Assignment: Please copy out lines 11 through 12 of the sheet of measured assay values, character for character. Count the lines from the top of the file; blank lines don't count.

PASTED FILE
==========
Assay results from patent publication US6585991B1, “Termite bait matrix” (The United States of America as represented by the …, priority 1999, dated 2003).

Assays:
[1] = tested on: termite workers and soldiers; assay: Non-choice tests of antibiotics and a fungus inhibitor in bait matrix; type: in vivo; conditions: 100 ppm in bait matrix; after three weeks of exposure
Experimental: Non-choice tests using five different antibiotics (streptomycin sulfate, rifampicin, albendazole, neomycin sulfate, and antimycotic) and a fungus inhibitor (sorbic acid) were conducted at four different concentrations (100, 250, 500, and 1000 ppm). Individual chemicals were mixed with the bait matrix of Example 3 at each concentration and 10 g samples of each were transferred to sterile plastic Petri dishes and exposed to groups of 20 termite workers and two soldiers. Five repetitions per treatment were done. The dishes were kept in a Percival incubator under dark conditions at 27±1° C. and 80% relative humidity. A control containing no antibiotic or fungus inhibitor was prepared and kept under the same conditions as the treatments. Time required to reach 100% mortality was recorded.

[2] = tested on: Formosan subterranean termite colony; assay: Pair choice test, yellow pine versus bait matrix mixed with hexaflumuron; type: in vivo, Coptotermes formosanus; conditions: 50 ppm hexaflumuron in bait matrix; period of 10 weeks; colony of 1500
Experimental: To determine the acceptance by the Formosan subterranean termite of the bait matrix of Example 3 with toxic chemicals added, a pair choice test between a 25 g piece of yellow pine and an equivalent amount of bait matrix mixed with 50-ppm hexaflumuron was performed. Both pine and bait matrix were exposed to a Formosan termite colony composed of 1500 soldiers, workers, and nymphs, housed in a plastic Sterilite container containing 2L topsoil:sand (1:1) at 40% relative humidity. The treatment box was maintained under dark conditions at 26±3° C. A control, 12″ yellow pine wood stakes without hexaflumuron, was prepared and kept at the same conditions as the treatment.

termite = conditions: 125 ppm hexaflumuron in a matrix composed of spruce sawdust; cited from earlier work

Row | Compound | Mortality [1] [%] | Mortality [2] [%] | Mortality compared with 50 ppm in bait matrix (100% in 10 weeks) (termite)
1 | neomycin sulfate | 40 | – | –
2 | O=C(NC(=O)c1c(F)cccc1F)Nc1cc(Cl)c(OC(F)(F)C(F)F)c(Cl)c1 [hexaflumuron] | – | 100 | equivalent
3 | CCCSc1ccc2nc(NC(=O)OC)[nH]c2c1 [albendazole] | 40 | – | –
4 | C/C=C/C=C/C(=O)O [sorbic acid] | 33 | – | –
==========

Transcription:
3 | CCCSc1ccc2nc(NC(=O)OC)[nH]c2c1 [albendazole] | 40 | – | –
4 | C/C=C/C=C/C(=O)O [sorbic acid] | 33 | – | –